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Mol Ecol. 1997 Aug;6(8):781-6.

Molecular markers reveal differentiation among isolates of Coccidioides immitis from California, Arizona and Texas.

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Department of Plant Biology, University of California, Berkeley 94720, USA.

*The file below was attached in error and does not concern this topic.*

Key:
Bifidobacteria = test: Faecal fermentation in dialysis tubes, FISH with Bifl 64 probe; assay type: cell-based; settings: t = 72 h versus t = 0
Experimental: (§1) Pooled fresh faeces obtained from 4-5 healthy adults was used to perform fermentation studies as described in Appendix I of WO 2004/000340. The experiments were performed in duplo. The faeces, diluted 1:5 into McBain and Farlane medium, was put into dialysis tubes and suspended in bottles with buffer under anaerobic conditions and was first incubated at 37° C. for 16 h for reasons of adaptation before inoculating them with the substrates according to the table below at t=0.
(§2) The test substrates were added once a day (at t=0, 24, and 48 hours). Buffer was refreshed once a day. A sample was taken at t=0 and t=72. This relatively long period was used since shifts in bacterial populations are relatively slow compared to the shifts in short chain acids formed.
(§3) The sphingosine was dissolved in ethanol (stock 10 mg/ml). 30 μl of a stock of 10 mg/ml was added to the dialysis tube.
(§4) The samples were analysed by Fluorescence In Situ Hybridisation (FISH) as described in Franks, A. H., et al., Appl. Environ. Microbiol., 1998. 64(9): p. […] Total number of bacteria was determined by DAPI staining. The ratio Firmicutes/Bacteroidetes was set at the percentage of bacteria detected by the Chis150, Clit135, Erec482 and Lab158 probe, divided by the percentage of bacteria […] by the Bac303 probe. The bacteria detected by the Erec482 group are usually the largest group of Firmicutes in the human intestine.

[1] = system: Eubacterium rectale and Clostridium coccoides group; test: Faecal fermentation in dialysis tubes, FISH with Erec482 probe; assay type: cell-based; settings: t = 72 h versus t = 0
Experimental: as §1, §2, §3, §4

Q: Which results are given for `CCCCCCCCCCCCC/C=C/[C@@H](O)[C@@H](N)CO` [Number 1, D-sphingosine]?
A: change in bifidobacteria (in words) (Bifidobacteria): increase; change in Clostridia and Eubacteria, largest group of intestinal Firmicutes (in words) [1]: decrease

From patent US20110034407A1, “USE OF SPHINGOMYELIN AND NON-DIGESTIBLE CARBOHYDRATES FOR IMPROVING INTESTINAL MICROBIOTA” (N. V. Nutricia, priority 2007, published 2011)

Coccidioides immitis causes coccidioidomycosis, a fungal disease of both immuno-compromised and otherwise healthy people; it is capable of causing large epidemics and the disease is often refractory to chemotherapy. To quantify the magnitude of population differentiation and estimate levels of gene flow in C. immitis, multilocus genotypes were scored for 20-25 clinical isolates from each of Bakersfield (California), Tucson (Arizona), and San Antonio (Texas). The molecular markers used were PCR products with polymorphic restriction endonuclease sites, found and characterized in a previous study of the Tucson population. The data show very highly significant differences in allele frequencies between all three populations, and suggest very low levels of migration between populations. One isolate in the San Antonio sample was an outlier, showing the California-specific allele at all four of the loci distinguishing the two populations, and subsequent inquiries indicated that the infection had indeed been acquired in California. Thus, genetic information can be used to infer the geographical origin of a fungal infection.

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